A Dookie independent egg farmer has weighed in on the supermarket price war on free-range eggs, believing the farmer will always come second when it comes to the big corporations.
Jo Nelson and her husband David burst onto the free-range egg market 10 years ago and have only supplied their eggs to a niche market of local cafes, farmers markets and one small grocery store.
On a farm of 1800 chickens, they consider themselves different to many other free range operations that supply the big supermarkets.
‘‘Many of the eggs sold in supermarkets today, I wouldn’t class as legitimate free range,’’ Mrs Nelson said.
‘‘These farmers providing for the supermarkets, they might have about 20000 birds, but they’ll all be in one shed, they’ll have thousands of eggs a day and a conveyer belt system to collect them.
‘‘Our birds are in eight sheds with their families in their own paddocks, and it takes us a good hour-and-a-half to collect eggs.’’
Australian egg industry lobbyists have drawn attention to the slashing of egg prices at Aldi, Woolworths and Coles, which have fallen by up to 40 cents per carton in recent weeks.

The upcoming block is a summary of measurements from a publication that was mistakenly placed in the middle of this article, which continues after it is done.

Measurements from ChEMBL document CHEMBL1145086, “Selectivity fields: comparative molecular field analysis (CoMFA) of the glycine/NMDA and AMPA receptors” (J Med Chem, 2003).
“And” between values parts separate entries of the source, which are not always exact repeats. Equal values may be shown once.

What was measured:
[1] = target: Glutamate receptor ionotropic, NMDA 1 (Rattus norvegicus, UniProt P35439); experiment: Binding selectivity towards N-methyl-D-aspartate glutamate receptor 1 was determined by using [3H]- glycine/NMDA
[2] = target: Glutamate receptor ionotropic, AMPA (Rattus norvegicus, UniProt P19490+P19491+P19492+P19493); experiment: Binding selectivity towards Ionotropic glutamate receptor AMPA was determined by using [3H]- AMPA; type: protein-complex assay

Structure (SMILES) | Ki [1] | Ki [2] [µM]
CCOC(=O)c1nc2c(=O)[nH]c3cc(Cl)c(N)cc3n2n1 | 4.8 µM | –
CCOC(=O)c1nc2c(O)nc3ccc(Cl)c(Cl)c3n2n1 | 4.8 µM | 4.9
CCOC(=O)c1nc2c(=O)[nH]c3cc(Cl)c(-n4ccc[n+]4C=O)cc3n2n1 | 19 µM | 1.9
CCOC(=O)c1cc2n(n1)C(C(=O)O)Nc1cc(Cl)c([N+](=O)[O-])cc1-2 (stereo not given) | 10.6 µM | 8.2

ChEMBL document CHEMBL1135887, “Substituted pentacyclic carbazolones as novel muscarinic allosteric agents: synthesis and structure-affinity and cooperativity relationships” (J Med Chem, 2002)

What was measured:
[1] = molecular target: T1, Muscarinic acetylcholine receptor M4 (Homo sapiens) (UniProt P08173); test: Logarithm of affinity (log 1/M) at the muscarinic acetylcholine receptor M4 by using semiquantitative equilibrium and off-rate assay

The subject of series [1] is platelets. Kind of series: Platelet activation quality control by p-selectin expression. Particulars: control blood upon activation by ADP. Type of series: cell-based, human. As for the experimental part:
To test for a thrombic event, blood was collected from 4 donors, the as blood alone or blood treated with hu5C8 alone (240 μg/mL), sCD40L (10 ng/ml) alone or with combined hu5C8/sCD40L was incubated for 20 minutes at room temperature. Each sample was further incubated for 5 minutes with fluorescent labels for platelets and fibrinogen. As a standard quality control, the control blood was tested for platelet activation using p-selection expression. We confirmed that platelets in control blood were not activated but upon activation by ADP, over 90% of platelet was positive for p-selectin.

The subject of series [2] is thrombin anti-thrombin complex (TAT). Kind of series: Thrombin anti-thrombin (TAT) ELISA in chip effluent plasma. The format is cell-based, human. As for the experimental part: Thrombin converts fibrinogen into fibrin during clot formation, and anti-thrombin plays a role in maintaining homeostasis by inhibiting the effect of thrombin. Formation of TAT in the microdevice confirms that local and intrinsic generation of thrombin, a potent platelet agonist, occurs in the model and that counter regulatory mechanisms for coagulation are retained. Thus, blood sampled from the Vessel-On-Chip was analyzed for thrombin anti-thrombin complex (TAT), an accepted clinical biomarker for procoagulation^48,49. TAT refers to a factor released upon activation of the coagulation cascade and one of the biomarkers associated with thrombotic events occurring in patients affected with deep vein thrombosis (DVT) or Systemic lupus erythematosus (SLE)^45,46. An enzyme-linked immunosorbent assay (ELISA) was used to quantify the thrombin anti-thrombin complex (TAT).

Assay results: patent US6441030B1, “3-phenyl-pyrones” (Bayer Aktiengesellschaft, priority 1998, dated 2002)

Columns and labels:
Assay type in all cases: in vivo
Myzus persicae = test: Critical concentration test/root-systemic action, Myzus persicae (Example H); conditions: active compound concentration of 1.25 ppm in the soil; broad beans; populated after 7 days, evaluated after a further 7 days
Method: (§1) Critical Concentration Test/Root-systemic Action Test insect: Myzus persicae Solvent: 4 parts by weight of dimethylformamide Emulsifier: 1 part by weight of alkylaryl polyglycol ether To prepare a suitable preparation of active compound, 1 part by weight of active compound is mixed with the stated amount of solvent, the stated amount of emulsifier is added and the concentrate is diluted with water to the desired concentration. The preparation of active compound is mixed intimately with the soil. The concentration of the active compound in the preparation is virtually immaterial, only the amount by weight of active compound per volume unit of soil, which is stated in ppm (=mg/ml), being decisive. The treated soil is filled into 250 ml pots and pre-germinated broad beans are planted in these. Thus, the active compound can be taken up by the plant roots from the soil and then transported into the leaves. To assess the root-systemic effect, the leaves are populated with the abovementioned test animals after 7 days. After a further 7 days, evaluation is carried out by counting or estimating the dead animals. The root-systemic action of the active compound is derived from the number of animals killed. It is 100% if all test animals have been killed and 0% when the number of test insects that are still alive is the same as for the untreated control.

Egg Farmers Australia chief executive John Dunn told ABC the move had contradicted previous statements by Coles and Aldi, which he said had made commitments to phasing-out caged eggs from stores.
Spokespeople for the supermarkets have said the corporations had borne the brunt of the price change themselves.
But Mrs Nelson said there had been too much hype around the price change, particularly for eggs she believed were not accredited free range.
Thanks to the application CluckAR, launched last year by consumer advocate group Choice, being able to see the exact egg farm conditions of a product has proven that many eggs labelled free-range barely make the cut.
Under current rules, eggs can be labelled free range if they have a maximum density of one hen a square metre and get regular outdoor access.
‘‘At the end of the day, the prices will be cheaper for cage producers, because they don’t have to deal with the stuff free range people deal with,’’ Mrs Nelson said.
‘‘But when you look at the way many supermarket free-range producers operate, you can’t compare that to what we do.
‘‘I understand why it’s done, because what we have done over the years has been difficult, and it’s not economically viable.’’